7-things

One of the things that come with this award is the request to share seven things about yourself. I’m not going to do that, as I’ve already overloaded this blog with things about me. And besides, this is a blog about crime fiction, not about me. But these generous awards have got me thinking about fictional characters, and how much we learn about them.

It’s a delicate balance for an author, deciding how much to share about the characters in a novel. On the one hand, characters who are too ‘flat’ simply aren’t interesting. They don’t ‘feel’ like real people and that’s off-putting. On the other hand, is it really important that a given character once slipped and fell in mud during a rainstorm? Depending on the story, probably not.

And that’s what’s arguably the most important factor in sharing information about characters: relevance to the story. Character information that matters to the story is important. So is information that makes a character distinctive and human. If it’s not as relevant, perhaps it doesn’t need to be there. Let me if I may give you a few examples from crime fiction to show you what I mean.

Agatha Christie is not generally as well known for depth of character as she is for other aspects of writing. But in some of her novels, she does provide some rounded, ‘fleshed-out’ characters. Five Little Pigs is one of them. In that novel, famous painter Amyas Crale is poisoned one afternoon. The most likely suspect, and for very good reason, is his wife Caroline. She is duly arrested, tried and convicted, and dies a year later in prison. Sixteen years later, the Crales’ daughter Carla asks Poirot to re-investigate the case. Carla is convinced that her mother was innocent, and wants her name cleared. Poirot takes up the challenge and interviews the five people who were ‘on the scene’ on the day of the murder. He also gets written accounts from each of them. From that information he figures out who really killed Crale and why. One of those people is Cecilia Williams, who was governess to Caroline Crale’s half-sister Angela Warren at the time of the murder. One fact about Miss Williams is that she is an ardent feminist. Her feminism and resentment of most men comes through in quite a lot of what she says and the way she behaves. It’s important to the story, too, as it gives her a possible motive for murder. Crale was having an affair when he was murdered, and didn’t do much to hide the fact, and Miss Williams thought that her employer was deeply wronged. Christie doesn’t tell us everything about Miss Williams. We don’t know for instance whether she has a good head for heights; it doesn’t matter to the story. But her feminism is important, so we learn about it.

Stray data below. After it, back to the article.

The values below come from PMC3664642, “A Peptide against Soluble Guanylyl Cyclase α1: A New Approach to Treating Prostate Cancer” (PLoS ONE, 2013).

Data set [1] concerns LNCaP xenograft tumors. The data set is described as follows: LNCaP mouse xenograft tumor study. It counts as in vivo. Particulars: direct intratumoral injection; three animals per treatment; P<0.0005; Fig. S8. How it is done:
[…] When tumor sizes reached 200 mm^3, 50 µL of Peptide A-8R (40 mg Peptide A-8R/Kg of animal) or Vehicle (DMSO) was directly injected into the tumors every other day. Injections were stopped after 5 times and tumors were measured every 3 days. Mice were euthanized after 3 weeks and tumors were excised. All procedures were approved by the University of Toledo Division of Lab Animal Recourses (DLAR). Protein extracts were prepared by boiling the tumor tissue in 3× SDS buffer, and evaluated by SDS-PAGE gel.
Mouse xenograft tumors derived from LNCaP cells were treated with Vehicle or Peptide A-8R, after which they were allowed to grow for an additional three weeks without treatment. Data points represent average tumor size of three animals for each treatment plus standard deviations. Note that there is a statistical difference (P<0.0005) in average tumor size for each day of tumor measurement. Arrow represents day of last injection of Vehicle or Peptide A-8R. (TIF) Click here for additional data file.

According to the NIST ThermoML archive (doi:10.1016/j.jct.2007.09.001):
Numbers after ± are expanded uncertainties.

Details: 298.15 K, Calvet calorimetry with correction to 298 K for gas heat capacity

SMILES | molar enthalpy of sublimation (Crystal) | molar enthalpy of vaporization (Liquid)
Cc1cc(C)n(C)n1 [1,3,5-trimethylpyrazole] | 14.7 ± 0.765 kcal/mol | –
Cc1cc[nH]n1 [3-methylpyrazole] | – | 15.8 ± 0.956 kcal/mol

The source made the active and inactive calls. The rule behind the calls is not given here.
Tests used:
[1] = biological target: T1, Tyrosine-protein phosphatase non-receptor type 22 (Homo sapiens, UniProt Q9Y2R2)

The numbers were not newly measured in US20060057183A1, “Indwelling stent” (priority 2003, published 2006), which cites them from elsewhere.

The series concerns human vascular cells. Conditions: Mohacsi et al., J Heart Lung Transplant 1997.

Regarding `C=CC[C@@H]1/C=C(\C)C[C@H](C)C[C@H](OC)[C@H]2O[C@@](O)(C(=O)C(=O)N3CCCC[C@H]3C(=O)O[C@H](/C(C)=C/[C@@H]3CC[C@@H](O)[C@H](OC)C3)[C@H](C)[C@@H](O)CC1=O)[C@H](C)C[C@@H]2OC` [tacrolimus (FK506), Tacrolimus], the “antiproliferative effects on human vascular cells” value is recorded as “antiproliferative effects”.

We don’t know every detail about the childhood of Andrea Camilleri’s Salvo Montalbano. We don’t know for instance which teachers he liked best and which ones he really disliked. That isn’t really important to understanding his character and motivations. But we do know that one of his school friends was Gegè Gullatto. This is important because it explains the relationship the two men have now. Gullatto is a local crime boss and drug dealer who has several ‘business operations.’ Since they’re on opposite sides of the law, you’d think that he and Montalbano would regularly come into conflict. But that’s not what happens. They have a long history, and each respects the other. Besides, co-operating from time to time is helpful to both. For Gullatto’s part, he knows that as long as he keeps his ‘enterprises’ more or less under control, the police won’t give him a hard time. And Montalbano knows that he can depend on Gullatto to make sure that his employees don’t cause real trouble, and Gullatto is often a source of helpful information about what’s happening in the underworld.